Third, is Theroux’s ability to meet, engage and observe and write about people from diverse walks of life. Consider his encounter with a german drug addict on Frontier mail and the depiction: He had carried his dereliction to a derelict land. He was doomed, he stank to death and his condition was not so different from that of the unfortunates who appeared at the railway stations we passed, gathering for the light and water. There are foreigners who, knowing they are wrecked, go to India to be anonymous in her decrepitude, to age and sicken in the bustees of the East. They are people, V.S.Naipaul wrote recently, ‘who wish themselves on societies more fragile than their own…who in the end do no more than celebrate their own security, or the people who are fleeing their respective countries on the Night Mail to Meshed: They were all going to Australia — the Canadian couple because ‘We didn’t feel like learning French,’ the cockney because London ‘is ‘eaving with bloody Indians’. It must be a sociological fact that prejudice is a more common motive for emigration than poverty or ……..Molesworth turned to the train. ‘I must say I’m not sad to see the back of that train, are you?” But he said it in a tone of fussy endearment, in the way a person who calls himself a fool really means the opposite

At no stage does Theroux let the reader away from his observations of the trains themselves. Some of the descriptions of the trains and their role in the larger scheme of things are the most beautiful topical passages that I have ever read: The trains in any country contain the essential paraphernalia of the culture: Thai trains have the shower jar with the glazed jar on its side, Ceylonese ones the car reserved for Buddhist monks, Indian ones a vegetarian kitchen and six classes, Iranian ones prayer mats, Malaysian ones a noodle stall, Vietnamese ones bulletproof glass on the locomotive, and on a every carriage of a Russian train there is a samovar. The railway bazaar, with its gadgets and passengers, represented the society so completely that to board it was to be challenged by the national character. At times it was like a liesurely seminar, but I also felt on some occasions that it was like being jailed and then assaulted by the monstrously typical…… or………… Indian railway stations are wonderful places for killing time in, and they are like scale models of Indian society, with its divisions of caste, class and sex: SECOND CLASS LADIES’WAITING ROOM, BEARERS ENTRANCE, THIRD-CLASS EXIT, FIRST CLASS TOILET, VEGETARIAN RESTAURANT, NON-VEGETARIAN RESTAURANT, RETIRING ROOMS, CLOAK ROOM, and the whole range of occupations on office signboards, from the tiny one saying SWEEPER, to the neatest of all, STATION MASTER or the wonderful one liner: A train is a vehicle that allows residence; dinner in the diner, nothing could be finer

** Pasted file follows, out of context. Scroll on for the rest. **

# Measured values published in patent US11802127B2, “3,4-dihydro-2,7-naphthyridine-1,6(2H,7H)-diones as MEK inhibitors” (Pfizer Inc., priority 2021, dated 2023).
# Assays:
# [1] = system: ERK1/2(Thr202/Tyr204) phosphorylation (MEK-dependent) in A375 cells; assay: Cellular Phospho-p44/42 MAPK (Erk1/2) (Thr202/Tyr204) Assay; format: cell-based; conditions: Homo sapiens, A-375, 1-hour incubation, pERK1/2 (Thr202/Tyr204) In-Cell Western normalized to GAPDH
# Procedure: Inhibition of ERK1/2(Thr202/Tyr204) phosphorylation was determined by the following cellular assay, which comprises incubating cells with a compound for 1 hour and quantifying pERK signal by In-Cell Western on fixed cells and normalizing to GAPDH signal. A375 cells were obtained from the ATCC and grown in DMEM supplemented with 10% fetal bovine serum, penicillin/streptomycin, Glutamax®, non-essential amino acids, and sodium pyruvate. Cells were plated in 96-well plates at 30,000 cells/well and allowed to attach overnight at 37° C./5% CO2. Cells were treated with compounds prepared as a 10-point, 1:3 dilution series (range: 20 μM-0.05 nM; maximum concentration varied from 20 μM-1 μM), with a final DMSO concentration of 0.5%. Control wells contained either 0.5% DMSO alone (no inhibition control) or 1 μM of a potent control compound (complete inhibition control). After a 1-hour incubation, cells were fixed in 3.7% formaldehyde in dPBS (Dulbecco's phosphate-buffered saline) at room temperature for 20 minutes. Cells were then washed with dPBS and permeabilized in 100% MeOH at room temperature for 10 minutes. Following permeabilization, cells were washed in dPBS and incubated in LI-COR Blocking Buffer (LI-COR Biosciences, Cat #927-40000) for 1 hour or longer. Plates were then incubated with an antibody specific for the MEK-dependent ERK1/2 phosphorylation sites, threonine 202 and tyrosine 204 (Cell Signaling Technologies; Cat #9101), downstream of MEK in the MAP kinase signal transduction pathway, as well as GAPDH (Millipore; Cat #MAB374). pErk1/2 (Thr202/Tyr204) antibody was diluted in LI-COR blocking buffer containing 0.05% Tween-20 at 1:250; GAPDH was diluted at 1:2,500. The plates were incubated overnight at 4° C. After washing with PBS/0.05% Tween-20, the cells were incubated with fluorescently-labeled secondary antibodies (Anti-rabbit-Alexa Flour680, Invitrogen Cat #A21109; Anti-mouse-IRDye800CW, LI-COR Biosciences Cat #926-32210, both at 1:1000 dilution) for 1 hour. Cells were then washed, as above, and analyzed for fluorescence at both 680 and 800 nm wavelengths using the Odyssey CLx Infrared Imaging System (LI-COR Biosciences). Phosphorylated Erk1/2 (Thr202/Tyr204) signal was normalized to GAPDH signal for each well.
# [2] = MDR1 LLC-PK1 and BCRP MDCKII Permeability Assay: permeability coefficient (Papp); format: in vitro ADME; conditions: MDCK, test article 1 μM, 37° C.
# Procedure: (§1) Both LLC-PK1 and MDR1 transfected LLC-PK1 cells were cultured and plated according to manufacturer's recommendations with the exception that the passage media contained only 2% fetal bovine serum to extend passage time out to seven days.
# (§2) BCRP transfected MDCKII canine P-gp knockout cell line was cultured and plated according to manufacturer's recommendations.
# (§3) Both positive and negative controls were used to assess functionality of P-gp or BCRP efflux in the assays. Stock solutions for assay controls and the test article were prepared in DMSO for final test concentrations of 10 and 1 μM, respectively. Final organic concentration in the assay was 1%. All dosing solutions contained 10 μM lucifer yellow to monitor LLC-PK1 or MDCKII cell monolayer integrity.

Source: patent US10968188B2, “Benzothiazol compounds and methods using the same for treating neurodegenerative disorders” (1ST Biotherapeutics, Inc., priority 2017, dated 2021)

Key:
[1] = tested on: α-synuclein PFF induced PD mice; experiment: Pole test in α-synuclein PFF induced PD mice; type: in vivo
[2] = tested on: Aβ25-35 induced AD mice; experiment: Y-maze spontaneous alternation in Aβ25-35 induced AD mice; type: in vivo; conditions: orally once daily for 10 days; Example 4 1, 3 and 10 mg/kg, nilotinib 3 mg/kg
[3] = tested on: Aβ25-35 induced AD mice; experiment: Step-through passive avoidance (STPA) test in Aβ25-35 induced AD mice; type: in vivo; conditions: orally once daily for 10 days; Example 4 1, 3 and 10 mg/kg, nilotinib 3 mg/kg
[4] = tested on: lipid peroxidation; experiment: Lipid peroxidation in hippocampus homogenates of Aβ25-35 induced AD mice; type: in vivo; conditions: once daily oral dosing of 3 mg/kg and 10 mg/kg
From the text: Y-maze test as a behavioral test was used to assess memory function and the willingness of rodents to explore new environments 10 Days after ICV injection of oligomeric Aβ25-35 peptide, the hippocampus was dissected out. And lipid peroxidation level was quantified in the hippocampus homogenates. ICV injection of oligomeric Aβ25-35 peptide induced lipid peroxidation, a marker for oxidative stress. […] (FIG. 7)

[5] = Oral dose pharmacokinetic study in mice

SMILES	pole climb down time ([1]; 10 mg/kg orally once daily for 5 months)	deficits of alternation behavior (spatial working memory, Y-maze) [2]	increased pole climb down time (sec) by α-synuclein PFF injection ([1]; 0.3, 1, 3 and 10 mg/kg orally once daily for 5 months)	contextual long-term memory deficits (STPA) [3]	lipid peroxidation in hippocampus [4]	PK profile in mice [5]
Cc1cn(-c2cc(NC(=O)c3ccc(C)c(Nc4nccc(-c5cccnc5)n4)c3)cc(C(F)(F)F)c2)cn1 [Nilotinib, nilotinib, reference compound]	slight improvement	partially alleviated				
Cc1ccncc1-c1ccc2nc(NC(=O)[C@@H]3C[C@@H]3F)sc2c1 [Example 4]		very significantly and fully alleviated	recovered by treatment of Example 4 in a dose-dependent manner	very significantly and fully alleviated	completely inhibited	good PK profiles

To sum up “The Great Railway Bazaar” is a timeless classic in travel writing and is a book that I would love to read many times over. A small personal irony is that I read most of the book on a flight. Maybe there is enoromous truth lurking in the rhetorical question that Annie Proulx once famously asked: What are planes but flying reading rooms? How true! How true!! How true!!!

Afterword: Much has changed in the Great Railway Bazaars of India off late. There is an aspiration for modernity, efficiency and provision of comfort. Hope that continues for ever

2 Responses to “The Great Railway Bazaar — Paul Theroux — A review”

  1. Richard Khare said

    While a great deal has changed on the Indian railways;its essential character remains the same. However,the introduction of long distance semi-luxury travel(?) has brought the brisk,brash crowd of the new rich on to the tracks specially on those lines where there is limited air connectivity.Gone here is the easy camaraderie of the shared traveller.They are all too busy on their ubiqitious mobiles or laptops and their exceedingly spoilt kids. Gradually the poor are being carried by train to the smaller moffusil towns while the better of either fly or go by road unless one of the fast or super-fast trains happen to be the most convenient.